So what might work instead? Let's throw out a few suggestions:
- Put the bongo drums away. I have talked to people about the spectacle in Madison and one unmistakable conclusion that people have made is this: there's no way that such behavior would be tolerated in the private sector. While there's some sympathy out there, it has its limits. Self-indulgence is not a pretty thing.
- Go home. To the extent that the protestors weren't college students or hessians from Chicago and elsewhere, there was never a reason for anyone to overtake the state Capitol. No matter how well-intentioned a group of people might be, no one likes a mob.
- Get back to work. I sense that at least some public sector workers are going to draw precisely the wrong conclusion from what happened and will use some of the classic maneuvers we see from organized labor -- you'll see people slowing down their efforts, doing less, etc. That's precisely the wrong way to influence public opinion. If public sector workers go out and demonstrate their professionalism and stop complaining about how terrible Scott Walker is, they'll have better results in building lasting support.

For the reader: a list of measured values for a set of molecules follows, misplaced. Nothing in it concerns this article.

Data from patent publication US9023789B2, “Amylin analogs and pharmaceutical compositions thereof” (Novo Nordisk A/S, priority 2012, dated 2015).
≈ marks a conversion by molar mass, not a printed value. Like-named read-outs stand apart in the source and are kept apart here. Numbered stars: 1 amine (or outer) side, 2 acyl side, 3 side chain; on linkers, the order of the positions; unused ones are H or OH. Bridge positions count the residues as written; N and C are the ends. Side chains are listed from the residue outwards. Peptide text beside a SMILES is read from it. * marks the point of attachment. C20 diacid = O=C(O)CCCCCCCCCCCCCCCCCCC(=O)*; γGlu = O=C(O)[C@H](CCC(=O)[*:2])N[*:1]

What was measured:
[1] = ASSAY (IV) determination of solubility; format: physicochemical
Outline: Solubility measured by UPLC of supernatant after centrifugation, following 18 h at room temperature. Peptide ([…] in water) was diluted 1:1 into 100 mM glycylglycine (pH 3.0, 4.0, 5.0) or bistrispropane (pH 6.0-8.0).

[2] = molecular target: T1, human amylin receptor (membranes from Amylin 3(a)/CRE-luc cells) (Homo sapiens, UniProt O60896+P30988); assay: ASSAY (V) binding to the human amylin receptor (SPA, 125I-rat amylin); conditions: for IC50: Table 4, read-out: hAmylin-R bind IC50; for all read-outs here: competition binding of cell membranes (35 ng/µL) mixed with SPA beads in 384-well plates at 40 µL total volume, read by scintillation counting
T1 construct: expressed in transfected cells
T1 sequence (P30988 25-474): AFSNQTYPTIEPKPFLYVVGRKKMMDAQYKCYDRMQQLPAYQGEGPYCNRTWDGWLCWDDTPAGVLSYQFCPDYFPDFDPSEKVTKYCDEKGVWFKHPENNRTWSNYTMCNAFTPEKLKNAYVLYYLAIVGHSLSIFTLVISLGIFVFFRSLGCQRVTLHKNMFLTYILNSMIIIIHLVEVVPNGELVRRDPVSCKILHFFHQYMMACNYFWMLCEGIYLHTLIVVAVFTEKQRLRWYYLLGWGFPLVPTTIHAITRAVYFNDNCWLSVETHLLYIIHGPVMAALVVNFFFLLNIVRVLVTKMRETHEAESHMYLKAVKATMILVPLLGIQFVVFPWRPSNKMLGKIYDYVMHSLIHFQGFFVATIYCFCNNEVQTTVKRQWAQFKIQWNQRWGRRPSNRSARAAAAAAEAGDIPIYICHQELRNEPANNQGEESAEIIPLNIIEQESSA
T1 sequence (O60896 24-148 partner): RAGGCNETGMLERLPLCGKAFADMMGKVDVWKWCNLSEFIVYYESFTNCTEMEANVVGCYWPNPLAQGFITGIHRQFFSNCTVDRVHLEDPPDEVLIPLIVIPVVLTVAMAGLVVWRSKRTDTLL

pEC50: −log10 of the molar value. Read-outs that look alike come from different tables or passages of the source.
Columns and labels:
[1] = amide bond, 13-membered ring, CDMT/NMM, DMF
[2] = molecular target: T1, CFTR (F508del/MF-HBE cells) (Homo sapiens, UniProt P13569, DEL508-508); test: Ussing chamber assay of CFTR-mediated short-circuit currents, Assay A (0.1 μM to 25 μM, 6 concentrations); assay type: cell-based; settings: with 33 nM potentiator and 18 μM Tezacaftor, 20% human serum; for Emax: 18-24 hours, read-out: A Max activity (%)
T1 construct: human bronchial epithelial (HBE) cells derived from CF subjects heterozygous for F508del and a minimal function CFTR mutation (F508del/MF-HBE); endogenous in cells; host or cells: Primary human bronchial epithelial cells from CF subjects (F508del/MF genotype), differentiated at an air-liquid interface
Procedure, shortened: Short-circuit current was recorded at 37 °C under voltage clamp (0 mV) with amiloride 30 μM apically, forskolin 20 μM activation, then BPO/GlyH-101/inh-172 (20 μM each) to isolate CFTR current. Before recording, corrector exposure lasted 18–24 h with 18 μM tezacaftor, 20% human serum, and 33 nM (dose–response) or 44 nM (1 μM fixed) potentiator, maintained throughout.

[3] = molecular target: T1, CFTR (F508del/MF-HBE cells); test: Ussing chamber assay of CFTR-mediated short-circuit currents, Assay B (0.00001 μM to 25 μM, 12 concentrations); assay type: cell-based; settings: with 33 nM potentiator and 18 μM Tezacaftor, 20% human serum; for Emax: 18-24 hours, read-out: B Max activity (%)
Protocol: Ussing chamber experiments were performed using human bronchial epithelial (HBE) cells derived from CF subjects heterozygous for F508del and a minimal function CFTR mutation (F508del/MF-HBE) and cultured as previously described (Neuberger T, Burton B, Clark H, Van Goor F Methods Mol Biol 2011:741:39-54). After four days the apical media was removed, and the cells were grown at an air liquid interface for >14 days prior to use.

- Take a look around. No matter how the news media report it, the economy is not surging right now. There are still a lot of people who are looking for work, or who have taken jobs that don't pay nearly as well as the jobs they have lost. There are a lot of people who are having to get by on less these days, even as prices on food and gasoline continue to rise. If public workers are willing to take one for the team, so to speak, they'll garner considerably more goodwill. Rightly or wrongly, at this time there's an adversarial tone to the debate. That has to end.